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Taking all available information into account, manufacturers should be able to determine whether the risk to any given product is high or remote, whether action needs to be taken to reduce risk and whether allergen warning statements are appropriate. This process requires specialist expertise. Food Allergy Support is working with a small group of industry experts to provide this.

 

Go to www.foodintegrity-consulting.com

Or contact David Reading at david.reading@foodallergy-support.com

 

For more general help: www.food.gov.uk/multimedia/pdfs/maycontainguide.pdf

For information on thresholds, click here.

 

 

You may also be interested in the following sections:

 

Food labelling

Heating and processing of allergens

Training and other support

Sourcing 'allergy-friendly' foods

Food Allergy Support is here to offer information, expert guidance and training to the food industry.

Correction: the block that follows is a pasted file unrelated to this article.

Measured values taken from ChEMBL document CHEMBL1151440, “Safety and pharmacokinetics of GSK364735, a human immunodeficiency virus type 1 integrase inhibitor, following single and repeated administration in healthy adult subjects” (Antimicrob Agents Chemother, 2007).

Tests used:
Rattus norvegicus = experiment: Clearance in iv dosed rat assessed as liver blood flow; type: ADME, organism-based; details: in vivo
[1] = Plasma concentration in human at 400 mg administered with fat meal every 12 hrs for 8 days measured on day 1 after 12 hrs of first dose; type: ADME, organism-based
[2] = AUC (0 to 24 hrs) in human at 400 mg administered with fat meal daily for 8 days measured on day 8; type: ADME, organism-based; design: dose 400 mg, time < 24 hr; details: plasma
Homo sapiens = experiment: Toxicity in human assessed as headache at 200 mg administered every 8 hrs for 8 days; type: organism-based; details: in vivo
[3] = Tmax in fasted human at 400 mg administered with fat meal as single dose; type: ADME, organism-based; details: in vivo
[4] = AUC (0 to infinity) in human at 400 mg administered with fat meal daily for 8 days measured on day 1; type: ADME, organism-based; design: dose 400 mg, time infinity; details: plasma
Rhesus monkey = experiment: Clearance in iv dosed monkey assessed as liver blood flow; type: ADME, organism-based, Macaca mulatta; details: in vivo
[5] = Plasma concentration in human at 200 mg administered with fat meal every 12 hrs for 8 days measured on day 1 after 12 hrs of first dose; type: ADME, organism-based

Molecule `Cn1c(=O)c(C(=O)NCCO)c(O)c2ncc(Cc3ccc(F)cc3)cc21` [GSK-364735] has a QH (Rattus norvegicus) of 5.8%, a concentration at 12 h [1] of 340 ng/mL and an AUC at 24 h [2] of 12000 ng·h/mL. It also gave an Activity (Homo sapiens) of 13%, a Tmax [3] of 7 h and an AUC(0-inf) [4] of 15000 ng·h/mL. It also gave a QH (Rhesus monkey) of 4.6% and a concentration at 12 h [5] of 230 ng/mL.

Risk assessment

The object of an allergen risk assessment exercise is to safeguard allergic consumers, of course. But it can also help food companies avoid the unnecessary use of “may contain” statements.

 

Quantifying the risk posed by allergens in any given scenario requires careful consideration of various factors. For example:

 

How common are various food allergies (e.g. peanut as opposed to celery)?

What’s the cross-contact risk from allergens in different forms (e.g. liquid v. powder)?

What constitutes effective cleaning?

 

A further consideration is the relative allergenicity of the ingredient used. For example, refined peanut oil would not be a cross-contamination risk to other products; however, peanut pieces would pose a much higher risk.

 

Food companies also need an understanding of allergen thresholds. Unfortunately, scientific knowledge is not yet complete. For the vast majority of allergens, the elicitation dose – the amount required to trigger symptoms – is unknown. However progress is being made and by the end of 2012, regulators could be in a position to discuss action levels that industry can work to.

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